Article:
Pam answered that they could identify skills and behaviors that can be changed, and thus interventions that could help improve these NCV. Gil answered that as an immigrant himself and in his immigrant students, he saw that certain NCV, including respect for authority, cultural heritage, self-love, etc. were crucial to student success. He recounted the story of a Vietnamese student who lost his mother, but was able to tap into his social connections to get into and stay in college. This student also became a Gates Millennium Scholar.
Eric: What is the next step and what will you carry back to the campus?
Gil: We use NCV on a limited basis. We need a system for socring.
Pam: We need more research and discussion on implementing NCV? How do we definite merit? The press and public have defined it for us. For me, the purpose of merit aid is not to reward high school behavior or achievement, but to help shape our class; thus the student’s promise or potential on campus and society.
Scott: What are the attributes that have mattered more? Wealth! Public schools have been recruiting more out of state and international students, and giving out more merit aid to students who don’t need it but who they want.
Andrea: We want our students to consider places beyond the usual—we don’t want them to be courted by institutions for their relative wealth.
Gil: Our institution meets 100% need and is need-blind. Only 1% of schools can do it, so it’s very expensive. There is a lot of talk in Washington, and hopefully the shift will be from merit to need-based aid.
Pam: This is a matter of balance—70% of high school students and parents expect merit aid, even if the students are not high-achieving. At Purdue, 15% of financial aid is in merit aid to the incoming class, with target populations like small-town pharmacists, for example. We are need-blind in admissions, expect for out of state students.
Eric: How often do admission officers talk about students and their attributes? What do you lack and what do you want more of?
Gil: At mission-centric Brandeis, they were looking for a sense of social justice. At Harvey Mudd, they were looking for female engineers, physicists, and other scientists. They were looking for the kind of student who would look after his/her roommate and was mature.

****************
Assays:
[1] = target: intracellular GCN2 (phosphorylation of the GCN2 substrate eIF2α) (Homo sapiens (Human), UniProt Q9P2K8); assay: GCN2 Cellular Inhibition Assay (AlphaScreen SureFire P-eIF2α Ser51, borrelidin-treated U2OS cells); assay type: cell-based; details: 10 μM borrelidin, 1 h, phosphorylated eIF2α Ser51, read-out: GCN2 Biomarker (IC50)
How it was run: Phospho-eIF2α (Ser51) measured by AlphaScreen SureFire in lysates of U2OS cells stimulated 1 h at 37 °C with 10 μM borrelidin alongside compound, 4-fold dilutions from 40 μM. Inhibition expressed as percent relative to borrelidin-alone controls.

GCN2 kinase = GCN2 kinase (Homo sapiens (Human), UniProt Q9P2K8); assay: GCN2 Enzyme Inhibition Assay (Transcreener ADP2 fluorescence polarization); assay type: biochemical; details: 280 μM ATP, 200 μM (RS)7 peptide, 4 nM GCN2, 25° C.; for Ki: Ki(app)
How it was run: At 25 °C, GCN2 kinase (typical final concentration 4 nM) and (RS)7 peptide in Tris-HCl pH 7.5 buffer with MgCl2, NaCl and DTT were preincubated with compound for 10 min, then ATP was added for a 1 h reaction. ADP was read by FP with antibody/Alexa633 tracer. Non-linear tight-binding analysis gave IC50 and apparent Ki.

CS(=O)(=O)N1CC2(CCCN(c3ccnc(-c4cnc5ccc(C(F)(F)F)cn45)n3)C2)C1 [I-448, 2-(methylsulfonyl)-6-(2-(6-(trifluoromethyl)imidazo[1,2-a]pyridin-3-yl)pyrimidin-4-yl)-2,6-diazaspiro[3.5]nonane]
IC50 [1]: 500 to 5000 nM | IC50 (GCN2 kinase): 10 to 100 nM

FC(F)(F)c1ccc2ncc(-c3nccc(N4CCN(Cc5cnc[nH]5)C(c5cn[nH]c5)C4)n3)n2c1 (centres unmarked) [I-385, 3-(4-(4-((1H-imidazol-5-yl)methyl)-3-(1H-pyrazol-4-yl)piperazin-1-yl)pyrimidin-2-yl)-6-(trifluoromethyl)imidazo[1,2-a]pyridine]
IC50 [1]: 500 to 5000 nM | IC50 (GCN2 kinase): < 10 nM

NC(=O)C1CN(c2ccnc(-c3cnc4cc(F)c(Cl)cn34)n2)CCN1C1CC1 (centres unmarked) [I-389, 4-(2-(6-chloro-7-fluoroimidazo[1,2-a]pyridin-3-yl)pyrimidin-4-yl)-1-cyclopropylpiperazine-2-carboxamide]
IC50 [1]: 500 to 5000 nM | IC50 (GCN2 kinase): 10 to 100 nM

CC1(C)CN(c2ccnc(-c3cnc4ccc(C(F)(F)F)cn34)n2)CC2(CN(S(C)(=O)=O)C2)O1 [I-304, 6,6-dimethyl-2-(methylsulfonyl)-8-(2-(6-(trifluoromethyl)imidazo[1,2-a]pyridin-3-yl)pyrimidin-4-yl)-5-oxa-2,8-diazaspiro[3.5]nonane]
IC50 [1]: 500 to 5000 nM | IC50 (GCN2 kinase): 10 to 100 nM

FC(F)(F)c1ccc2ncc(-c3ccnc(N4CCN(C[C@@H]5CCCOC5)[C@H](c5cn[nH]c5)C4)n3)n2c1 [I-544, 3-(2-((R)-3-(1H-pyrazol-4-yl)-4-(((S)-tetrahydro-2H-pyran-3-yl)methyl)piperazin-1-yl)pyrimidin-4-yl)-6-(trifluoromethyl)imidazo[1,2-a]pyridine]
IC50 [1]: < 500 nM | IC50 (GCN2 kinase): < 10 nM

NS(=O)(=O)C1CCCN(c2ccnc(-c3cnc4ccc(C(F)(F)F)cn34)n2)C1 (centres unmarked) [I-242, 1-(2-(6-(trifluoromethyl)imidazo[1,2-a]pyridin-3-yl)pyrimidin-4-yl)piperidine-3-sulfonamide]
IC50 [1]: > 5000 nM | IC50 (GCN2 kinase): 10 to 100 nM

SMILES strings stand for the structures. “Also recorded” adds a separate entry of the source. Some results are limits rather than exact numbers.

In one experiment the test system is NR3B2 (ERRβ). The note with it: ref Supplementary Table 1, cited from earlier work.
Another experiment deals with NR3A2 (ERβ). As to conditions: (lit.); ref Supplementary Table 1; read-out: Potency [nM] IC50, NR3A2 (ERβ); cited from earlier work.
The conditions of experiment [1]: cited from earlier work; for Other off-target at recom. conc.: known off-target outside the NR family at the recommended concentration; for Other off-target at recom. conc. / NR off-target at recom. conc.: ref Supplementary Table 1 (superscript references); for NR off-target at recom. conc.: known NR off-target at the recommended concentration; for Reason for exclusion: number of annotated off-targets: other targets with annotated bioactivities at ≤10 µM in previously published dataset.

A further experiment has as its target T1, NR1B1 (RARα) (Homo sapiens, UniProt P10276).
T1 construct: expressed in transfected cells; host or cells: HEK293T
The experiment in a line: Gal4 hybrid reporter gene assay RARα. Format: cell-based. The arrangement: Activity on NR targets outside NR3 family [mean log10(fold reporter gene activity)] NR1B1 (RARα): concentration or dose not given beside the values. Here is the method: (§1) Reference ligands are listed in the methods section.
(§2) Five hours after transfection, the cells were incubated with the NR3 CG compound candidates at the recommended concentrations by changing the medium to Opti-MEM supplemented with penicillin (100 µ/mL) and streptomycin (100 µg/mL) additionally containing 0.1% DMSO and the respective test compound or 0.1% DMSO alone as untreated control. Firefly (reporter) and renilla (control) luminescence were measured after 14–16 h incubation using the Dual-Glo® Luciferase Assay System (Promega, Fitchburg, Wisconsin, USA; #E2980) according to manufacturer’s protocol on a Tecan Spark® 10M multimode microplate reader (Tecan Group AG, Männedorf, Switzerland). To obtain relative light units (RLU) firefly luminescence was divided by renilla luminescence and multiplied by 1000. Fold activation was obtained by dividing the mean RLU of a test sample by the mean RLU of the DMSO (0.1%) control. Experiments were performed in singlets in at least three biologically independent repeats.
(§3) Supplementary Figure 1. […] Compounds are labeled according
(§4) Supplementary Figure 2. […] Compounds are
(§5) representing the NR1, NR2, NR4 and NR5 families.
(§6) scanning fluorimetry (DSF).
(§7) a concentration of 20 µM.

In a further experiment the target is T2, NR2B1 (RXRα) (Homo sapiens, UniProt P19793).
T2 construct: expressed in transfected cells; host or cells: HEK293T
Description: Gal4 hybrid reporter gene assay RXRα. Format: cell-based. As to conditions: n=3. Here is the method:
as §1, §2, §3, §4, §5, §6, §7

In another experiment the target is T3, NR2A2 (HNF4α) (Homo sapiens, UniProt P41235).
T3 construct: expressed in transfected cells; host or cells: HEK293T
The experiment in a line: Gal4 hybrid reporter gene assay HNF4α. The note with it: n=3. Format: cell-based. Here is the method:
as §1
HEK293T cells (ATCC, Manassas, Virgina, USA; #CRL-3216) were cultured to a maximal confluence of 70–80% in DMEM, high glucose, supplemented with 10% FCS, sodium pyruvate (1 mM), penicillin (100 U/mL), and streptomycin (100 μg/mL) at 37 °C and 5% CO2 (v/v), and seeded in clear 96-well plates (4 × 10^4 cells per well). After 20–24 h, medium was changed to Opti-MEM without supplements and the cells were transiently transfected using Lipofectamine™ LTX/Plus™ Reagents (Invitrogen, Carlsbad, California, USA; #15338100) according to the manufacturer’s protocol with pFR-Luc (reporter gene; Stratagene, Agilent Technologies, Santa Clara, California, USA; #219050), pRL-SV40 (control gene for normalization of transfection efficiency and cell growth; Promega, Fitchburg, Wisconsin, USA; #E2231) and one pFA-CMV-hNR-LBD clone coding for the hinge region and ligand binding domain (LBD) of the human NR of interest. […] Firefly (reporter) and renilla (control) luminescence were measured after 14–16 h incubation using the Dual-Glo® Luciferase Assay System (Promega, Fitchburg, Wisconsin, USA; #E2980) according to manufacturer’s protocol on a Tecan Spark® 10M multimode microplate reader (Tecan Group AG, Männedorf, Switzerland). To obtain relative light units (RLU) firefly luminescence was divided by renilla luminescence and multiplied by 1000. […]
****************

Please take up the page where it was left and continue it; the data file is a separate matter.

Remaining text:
Pam: Entrepreneurial students. Students good at teamwork.
Andrea: I supposed the question for me is what kind of students do we give you? Money works in terms of resources. So schools with resources can provide students who have NCV we desire. Also, my colleagues spend the fall writing recommendation letters that make the student stand out. Every letter is individualized. NCV are important to help distinguish students from the pack.
Scott: Are NCV vulnerable to coachability and faking it?
Gil: Thank goodness for recommendations. We’re not afraid to call/email colleagues.
Pam: The proportion of students to got this extreme are pretty small. The majority are not “faking it.” However, when assessing NCV, you do have to be careful how you word essay prompts. For example we took the question, “What has been a life-changing event?” off of our application after receiving innumerable essays about life-changing sports injuries. Many students have not experienced something truly life-altering by the time they’re applying for college.
Andrea: Most kids don’t fake it—they don’t have the nerve. In terms of coachability, this is part of the work that we do. Coaching is something needed to bring out the best in a student.
The rest of the panel was devoted to a lively Q&A session with the audience.
Jerry Lucido, director of the USC Center for Enrollment Research, Policy, and Practice brought the conference to a close, exhorting us to think about the qualities that we care about and how do we bring these objectives to align? Also, how can we use examples to guide us in our work?
Finally, he asked the audience for feedback on the conference and possible topics for next year’s event.